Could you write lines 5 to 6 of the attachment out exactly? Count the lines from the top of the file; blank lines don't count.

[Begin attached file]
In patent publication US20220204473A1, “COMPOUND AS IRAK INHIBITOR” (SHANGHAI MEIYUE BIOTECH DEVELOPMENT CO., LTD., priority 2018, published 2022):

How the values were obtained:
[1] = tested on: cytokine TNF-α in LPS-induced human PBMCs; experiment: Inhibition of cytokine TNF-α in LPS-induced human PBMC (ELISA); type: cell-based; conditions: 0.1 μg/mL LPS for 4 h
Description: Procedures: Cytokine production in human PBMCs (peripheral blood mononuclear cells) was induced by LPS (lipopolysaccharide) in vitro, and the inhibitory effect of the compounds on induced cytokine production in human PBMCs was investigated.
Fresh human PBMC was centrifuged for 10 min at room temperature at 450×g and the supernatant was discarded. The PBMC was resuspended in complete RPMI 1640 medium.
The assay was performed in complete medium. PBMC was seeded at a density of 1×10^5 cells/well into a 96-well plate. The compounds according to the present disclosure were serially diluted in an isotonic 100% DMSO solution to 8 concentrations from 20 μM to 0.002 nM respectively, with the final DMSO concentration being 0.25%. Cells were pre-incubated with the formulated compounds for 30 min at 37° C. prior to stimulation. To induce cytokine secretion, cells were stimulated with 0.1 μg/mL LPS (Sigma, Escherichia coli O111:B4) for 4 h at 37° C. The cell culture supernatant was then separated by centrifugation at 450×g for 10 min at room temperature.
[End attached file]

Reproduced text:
Fresh human PBMC was centrifuged for 10 min at room temperature at 450×g and the supernatant was discarded. The PBMC was resuspended in complete RPMI 1640 medium.
The assay was performed in complete medium. PBMC was seeded at a density of 1×10^5 cells/well into a 96-well plate. The compounds according to the present disclosure were serially diluted in an isotonic 100% DMSO solution to 8 concentrations from 20 μM to 0.002 nM respectively, with the final DMSO concentration being 0.25%. Cells were pre-incubated with the formulated compounds for 30 min at 37° C. prior to stimulation. To induce cytokine secretion, cells were stimulated with 0.1 μg/mL LPS (Sigma, Escherichia coli O111:B4) for 4 h at 37° C. The cell culture supernatant was then separated by centrifugation at 450×g for 10 min at room temperature.